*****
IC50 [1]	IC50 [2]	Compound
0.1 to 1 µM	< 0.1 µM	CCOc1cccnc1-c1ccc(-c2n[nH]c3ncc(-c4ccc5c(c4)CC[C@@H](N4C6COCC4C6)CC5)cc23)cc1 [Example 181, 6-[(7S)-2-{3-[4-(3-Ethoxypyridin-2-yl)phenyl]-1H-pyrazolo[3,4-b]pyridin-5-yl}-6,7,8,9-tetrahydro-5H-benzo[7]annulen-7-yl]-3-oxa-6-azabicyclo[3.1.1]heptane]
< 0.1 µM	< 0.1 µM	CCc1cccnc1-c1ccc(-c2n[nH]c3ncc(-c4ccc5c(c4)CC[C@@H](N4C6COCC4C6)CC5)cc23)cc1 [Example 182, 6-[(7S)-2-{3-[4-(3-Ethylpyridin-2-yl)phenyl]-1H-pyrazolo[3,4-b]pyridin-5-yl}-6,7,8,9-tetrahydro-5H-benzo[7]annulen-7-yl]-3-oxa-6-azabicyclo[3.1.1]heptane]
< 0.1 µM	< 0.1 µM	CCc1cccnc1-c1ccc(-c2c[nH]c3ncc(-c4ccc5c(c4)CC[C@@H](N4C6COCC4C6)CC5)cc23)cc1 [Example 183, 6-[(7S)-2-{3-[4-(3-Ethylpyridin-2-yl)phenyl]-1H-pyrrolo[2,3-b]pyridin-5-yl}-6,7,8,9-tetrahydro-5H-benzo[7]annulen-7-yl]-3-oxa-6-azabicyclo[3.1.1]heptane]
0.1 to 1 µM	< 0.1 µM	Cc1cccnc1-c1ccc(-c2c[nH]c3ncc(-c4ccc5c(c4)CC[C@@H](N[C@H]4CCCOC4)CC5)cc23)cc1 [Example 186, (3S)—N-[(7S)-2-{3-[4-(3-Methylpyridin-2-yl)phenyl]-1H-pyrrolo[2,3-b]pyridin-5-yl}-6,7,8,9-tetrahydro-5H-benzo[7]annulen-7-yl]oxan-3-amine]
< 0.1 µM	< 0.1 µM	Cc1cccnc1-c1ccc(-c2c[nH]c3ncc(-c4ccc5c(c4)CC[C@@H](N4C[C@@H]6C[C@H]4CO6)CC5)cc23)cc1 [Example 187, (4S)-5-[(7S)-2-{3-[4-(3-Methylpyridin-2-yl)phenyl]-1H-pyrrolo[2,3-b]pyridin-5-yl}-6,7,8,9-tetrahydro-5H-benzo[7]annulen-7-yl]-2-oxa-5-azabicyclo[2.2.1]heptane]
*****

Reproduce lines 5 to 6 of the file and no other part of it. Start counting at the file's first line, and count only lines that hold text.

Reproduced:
0.1 to 1 µM	< 0.1 µM	Cc1cccnc1-c1ccc(-c2c[nH]c3ncc(-c4ccc5c(c4)CC[C@@H](N[C@H]4CCCOC4)CC5)cc23)cc1 [Example 186, (3S)—N-[(7S)-2-{3-[4-(3-Methylpyridin-2-yl)phenyl]-1H-pyrrolo[2,3-b]pyridin-5-yl}-6,7,8,9-tetrahydro-5H-benzo[7]annulen-7-yl]oxan-3-amine]
< 0.1 µM	< 0.1 µM	Cc1cccnc1-c1ccc(-c2c[nH]c3ncc(-c4ccc5c(c4)CC[C@@H](N4C[C@@H]6C[C@H]4CO6)CC5)cc23)cc1 [Example 187, (4S)-5-[(7S)-2-{3-[4-(3-Methylpyridin-2-yl)phenyl]-1H-pyrrolo[2,3-b]pyridin-5-yl}-6,7,8,9-tetrahydro-5H-benzo[7]annulen-7-yl]-2-oxa-5-azabicyclo[2.2.1]heptane]